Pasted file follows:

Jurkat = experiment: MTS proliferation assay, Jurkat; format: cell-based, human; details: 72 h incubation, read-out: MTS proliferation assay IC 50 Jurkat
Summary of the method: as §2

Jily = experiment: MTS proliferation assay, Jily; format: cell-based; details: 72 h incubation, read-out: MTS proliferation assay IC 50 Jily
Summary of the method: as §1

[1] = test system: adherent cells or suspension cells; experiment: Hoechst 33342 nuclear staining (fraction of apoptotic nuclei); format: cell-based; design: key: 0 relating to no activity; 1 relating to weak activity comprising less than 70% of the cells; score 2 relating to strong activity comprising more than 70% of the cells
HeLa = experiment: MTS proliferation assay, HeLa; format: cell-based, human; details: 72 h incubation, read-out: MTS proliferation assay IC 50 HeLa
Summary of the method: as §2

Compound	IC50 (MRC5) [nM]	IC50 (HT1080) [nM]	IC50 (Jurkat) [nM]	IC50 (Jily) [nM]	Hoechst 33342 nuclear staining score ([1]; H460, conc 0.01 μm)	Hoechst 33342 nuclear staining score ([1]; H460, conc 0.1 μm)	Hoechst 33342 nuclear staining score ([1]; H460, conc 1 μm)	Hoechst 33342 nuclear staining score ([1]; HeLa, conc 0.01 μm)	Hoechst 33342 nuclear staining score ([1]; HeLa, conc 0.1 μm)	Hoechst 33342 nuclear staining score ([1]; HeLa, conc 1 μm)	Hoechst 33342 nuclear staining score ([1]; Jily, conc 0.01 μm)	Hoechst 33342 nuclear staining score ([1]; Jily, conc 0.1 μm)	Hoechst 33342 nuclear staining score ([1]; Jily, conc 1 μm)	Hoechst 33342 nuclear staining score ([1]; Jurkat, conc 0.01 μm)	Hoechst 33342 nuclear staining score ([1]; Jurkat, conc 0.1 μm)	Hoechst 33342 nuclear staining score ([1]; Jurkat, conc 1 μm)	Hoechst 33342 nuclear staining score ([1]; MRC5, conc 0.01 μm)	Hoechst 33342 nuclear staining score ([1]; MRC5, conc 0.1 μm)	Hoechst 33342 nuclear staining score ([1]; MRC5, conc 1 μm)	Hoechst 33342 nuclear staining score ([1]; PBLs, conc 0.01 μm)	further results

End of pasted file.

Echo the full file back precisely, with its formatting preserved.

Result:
Jurkat = experiment: MTS proliferation assay, Jurkat; format: cell-based, human; details: 72 h incubation, read-out: MTS proliferation assay IC 50 Jurkat
Summary of the method: as §2

Jily = experiment: MTS proliferation assay, Jily; format: cell-based; details: 72 h incubation, read-out: MTS proliferation assay IC 50 Jily
Summary of the method: as §1

[1] = test system: adherent cells or suspension cells; experiment: Hoechst 33342 nuclear staining (fraction of apoptotic nuclei); format: cell-based; design: key: 0 relating to no activity; 1 relating to weak activity comprising less than 70% of the cells; score 2 relating to strong activity comprising more than 70% of the cells
HeLa = experiment: MTS proliferation assay, HeLa; format: cell-based, human; details: 72 h incubation, read-out: MTS proliferation assay IC 50 HeLa
Summary of the method: as §2

Compound	IC50 (MRC5) [nM]	IC50 (HT1080) [nM]	IC50 (Jurkat) [nM]	IC50 (Jily) [nM]	Hoechst 33342 nuclear staining score ([1]; H460, conc 0.01 μm)	Hoechst 33342 nuclear staining score ([1]; H460, conc 0.1 μm)	Hoechst 33342 nuclear staining score ([1]; H460, conc 1 μm)	Hoechst 33342 nuclear staining score ([1]; HeLa, conc 0.01 μm)	Hoechst 33342 nuclear staining score ([1]; HeLa, conc 0.1 μm)	Hoechst 33342 nuclear staining score ([1]; HeLa, conc 1 μm)	Hoechst 33342 nuclear staining score ([1]; Jily, conc 0.01 μm)	Hoechst 33342 nuclear staining score ([1]; Jily, conc 0.1 μm)	Hoechst 33342 nuclear staining score ([1]; Jily, conc 1 μm)	Hoechst 33342 nuclear staining score ([1]; Jurkat, conc 0.01 μm)	Hoechst 33342 nuclear staining score ([1]; Jurkat, conc 0.1 μm)	Hoechst 33342 nuclear staining score ([1]; Jurkat, conc 1 μm)	Hoechst 33342 nuclear staining score ([1]; MRC5, conc 0.01 μm)	Hoechst 33342 nuclear staining score ([1]; MRC5, conc 0.1 μm)	Hoechst 33342 nuclear staining score ([1]; MRC5, conc 1 μm)	Hoechst 33342 nuclear staining score ([1]; PBLs, conc 0.01 μm)	further results